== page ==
Quarantine Cooking – Babka Bread Pudding

I haven’t written in nearly a week. I got held up in some school work. I am still trying my best to preoccupy myself during the COVID-19 lockdown. I have lost track of how much TV I have watched and how many naps I have taken. On a more productive note, I have been reading like a fiend. I am reading morning, noon, and night. Reading helps me stay connected to my work during this time.

I have received some questions as to whether I regret making the jump to the culinary field amidst the situation caused by Coronavirus. Honestly, no…I don’t feel that way. Certainly this is a devastating time for the food/restaurant industry, but it is not the only industry being crushed. With that said, I think about restaurants every day and how difficult is may be for so many of them to re-open as time progresses. Yet, I could not predicted any of this to happen. When I made the decision to pursue my passion for food, I had no idea that within six months a pandemic that would keep me doing my work and pose financial insecurities. I took a huge leap of faith, meaning I had no surety that things would work out. I had to trust they would. Here I am now, trusting that we will recover from this, that the industry will bounce back. So, I am going to keep pushing forward and work on my goals even if I am stuck at home.

Speaking of that, I have also received some questions on why I didn’t choose to return “home” to PA during the pandemic. I certainly considered it, but I ultimately chose to stay put in Boston. This is my home now. This is my community, and despite not knowing many people yet, I am going to stay united with my community as we get through this difficult time. I want to be right here when this all clears, so I can go out and celebrate with my city.

Baking is getting me through my time in isolation. This is the perfect time to try that recipe I’ve been thinking of doing but just didn’t have the time.

I have had a half loaf of chocolate babka and half a dozen brioche rolls in my freezer for quite some time. They were from our laminated doughs class. The bread likely passed the point where it would maintain its flavor and quality. It would have been edible but not at peak freshness. I remembered that I marked a recipe on New York Times Food for babka bread pudding that uses half babka and half brioche. Well, perfect! That is exactly what I had.

Bread pudding is quite easy to make. I just needed to pull the bread from the freezer so it could thaw. I cubed the defrosted bread and set aside while I made the custard of eggs, sugar, cream, milk, cinnamon, and vanilla. I then folded in the bread, spread out in a baking pan, and put in the oven. Bread pudding will tell you when its done baking. It won’t jiggle, and it will have a slight crisp on the top.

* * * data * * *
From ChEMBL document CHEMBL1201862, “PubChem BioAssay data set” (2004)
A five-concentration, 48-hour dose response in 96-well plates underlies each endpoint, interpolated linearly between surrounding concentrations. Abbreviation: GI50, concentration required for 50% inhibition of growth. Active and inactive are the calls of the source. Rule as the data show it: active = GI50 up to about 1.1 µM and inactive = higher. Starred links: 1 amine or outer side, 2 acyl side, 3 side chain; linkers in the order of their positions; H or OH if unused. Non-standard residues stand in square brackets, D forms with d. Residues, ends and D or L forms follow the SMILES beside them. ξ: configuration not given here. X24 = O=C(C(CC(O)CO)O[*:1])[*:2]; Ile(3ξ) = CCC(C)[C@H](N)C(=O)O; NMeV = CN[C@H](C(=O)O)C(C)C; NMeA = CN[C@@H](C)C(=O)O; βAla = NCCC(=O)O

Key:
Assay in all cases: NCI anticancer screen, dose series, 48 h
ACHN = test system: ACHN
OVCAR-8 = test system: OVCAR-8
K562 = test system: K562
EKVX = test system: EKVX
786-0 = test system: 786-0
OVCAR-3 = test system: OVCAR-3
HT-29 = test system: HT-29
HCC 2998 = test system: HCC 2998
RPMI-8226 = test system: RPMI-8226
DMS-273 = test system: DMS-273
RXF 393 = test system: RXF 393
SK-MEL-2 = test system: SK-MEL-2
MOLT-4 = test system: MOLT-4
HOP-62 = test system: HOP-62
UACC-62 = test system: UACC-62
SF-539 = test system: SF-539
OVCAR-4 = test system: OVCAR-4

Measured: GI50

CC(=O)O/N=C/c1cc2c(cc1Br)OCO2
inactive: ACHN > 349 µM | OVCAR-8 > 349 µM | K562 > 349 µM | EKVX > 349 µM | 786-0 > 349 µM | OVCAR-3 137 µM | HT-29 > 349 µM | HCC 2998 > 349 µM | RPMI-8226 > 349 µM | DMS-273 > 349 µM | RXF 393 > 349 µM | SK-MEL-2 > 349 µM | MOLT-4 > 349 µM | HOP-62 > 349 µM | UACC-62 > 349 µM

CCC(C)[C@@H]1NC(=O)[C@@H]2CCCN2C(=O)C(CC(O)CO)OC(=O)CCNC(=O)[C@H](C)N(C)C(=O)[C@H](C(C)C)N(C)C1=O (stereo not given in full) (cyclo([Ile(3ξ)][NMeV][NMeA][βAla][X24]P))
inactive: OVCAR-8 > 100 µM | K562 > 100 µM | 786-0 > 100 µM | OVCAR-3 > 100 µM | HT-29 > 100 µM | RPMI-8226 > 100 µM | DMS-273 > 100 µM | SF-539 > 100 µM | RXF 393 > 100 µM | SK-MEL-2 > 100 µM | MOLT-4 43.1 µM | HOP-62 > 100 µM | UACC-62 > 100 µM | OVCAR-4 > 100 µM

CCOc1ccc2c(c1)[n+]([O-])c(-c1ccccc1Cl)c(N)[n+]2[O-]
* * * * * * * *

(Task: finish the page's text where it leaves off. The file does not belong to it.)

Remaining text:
Once bread pudding is out of the oven, resist the temptation to dig in right away. It will take a good 15-20 minutes for the dessert to set. If you cut into it right away, it might be mushy.

I whipped up this bread pudding the other night after class. I had myself a little snack before bed. I remember thinking, so this is good, but I think it could be better. I liked the texture; it was spongy yet firm. I thought it was lacking in the sweetness department. So I pause to think. What can I do to elevate this dessert? Then it hit me…sauce! It is missing a sauce. What is bread pudding without a sauce? Given that this was made with chocolate babka, I felt chocolate sauce would be a good accompaniment.

I took a cup of sugar and mixed in a half-cup of dark chocolate powder. I added that to a sauce pan with a half cup of water. I mix the water into the sugar before turning on the heat, like I would for making a simple syrup. I brought the mixture to a boil and then let simmer for about 30 seconds, making sure all the sugar dissolved. Off the heat, I waited for a few minutes and then mixed in a little bit of vanilla. Just like that, I had a super easy chocolate sauce. This sauce had a syrupy consistency, which is what I wanted for my dessert.

I drizzled some chocolate sauce on my bread pudding, and it was like I had a whole new dessert. I got the sweetness I was lacking, plus I took the chocolate level from about a 5 to a 9. This would be a chocolate lover’s dream.

I made a pretty sizable bowl of chocolate sauce. I stored it in the fridge in a microwave-safe bowl. When I want some bread pudding, I just take out the bowl and pop it in the microwave. Right out the fridge, the sauce has the viscosity of fudge sauce you might put on your ice cream. After 30 seconds in the microwave (and a good stir) the consistency is more like honey. My sweet spot for this dessert is one minute in the microwave. I find the consistency to be similar to Hershey’s syrup from the bottle, only it tastes so much better. I have some chocolate sauce to drizzle over my bread pudding for each serving. I also pop the bread pudding itself in the microwave for a minute to heat up before adding the sauce.

I know many people who frown upon using microwaves, especially culinary folks. However, microwaves are so convenient, and mine is what is getting me though this quarantine. I still think the dessert is delicious even if I am microwaving the leftovers. Though, this dessert would have been great for a crowd, like at a brunch party, where most of it would have been consumed in the moment. That is not our reality, however, so I am going to gradually enjoy every bite of my bread pudding and chocolate sauce.

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